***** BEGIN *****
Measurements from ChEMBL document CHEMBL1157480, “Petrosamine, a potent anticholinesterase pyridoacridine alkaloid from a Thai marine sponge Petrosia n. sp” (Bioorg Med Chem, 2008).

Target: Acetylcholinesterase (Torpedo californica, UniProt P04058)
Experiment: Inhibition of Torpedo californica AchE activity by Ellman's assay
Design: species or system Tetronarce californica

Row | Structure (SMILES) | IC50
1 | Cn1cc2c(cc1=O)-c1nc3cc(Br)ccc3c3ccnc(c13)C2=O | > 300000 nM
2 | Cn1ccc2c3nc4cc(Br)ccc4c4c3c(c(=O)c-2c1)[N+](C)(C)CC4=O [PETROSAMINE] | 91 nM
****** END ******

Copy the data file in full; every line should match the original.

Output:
Measurements from ChEMBL document CHEMBL1157480, “Petrosamine, a potent anticholinesterase pyridoacridine alkaloid from a Thai marine sponge Petrosia n. sp” (Bioorg Med Chem, 2008).

Target: Acetylcholinesterase (Torpedo californica, UniProt P04058)
Experiment: Inhibition of Torpedo californica AchE activity by Ellman's assay
Design: species or system Tetronarce californica

Row | Structure (SMILES) | IC50
1 | Cn1cc2c(cc1=O)-c1nc3cc(Br)ccc3c3ccnc(c13)C2=O | > 300000 nM
2 | Cn1ccc2c3nc4cc(Br)ccc4c4c3c(c(=O)c-2c1)[N+](C)(C)CC4=O [PETROSAMINE] | 91 nM